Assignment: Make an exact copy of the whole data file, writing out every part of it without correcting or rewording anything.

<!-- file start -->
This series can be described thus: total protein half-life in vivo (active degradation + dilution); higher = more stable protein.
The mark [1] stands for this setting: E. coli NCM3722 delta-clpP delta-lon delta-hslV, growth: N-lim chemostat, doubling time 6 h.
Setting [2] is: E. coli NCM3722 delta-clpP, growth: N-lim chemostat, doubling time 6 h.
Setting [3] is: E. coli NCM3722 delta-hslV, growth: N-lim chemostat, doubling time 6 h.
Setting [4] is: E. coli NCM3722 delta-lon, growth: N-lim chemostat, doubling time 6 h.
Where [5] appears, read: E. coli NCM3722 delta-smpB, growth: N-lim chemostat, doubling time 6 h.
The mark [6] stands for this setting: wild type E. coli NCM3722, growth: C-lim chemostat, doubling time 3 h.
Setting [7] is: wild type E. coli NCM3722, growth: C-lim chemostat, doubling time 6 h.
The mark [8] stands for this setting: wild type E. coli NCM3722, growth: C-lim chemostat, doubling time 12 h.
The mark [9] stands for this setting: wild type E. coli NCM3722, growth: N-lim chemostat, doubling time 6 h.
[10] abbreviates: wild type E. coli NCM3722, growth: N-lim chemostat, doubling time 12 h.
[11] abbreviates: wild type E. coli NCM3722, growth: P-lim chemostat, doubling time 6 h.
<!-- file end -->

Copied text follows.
This series can be described thus: total protein half-life in vivo (active degradation + dilution); higher = more stable protein.
The mark [1] stands for this setting: E. coli NCM3722 delta-clpP delta-lon delta-hslV, growth: N-lim chemostat, doubling time 6 h.
Setting [2] is: E. coli NCM3722 delta-clpP, growth: N-lim chemostat, doubling time 6 h.
Setting [3] is: E. coli NCM3722 delta-hslV, growth: N-lim chemostat, doubling time 6 h.
Setting [4] is: E. coli NCM3722 delta-lon, growth: N-lim chemostat, doubling time 6 h.
Where [5] appears, read: E. coli NCM3722 delta-smpB, growth: N-lim chemostat, doubling time 6 h.
The mark [6] stands for this setting: wild type E. coli NCM3722, growth: C-lim chemostat, doubling time 3 h.
Setting [7] is: wild type E. coli NCM3722, growth: C-lim chemostat, doubling time 6 h.
The mark [8] stands for this setting: wild type E. coli NCM3722, growth: C-lim chemostat, doubling time 12 h.
The mark [9] stands for this setting: wild type E. coli NCM3722, growth: N-lim chemostat, doubling time 6 h.
[10] abbreviates: wild type E. coli NCM3722, growth: N-lim chemostat, doubling time 12 h.
[11] abbreviates: wild type E. coli NCM3722, growth: P-lim chemostat, doubling time 6 h.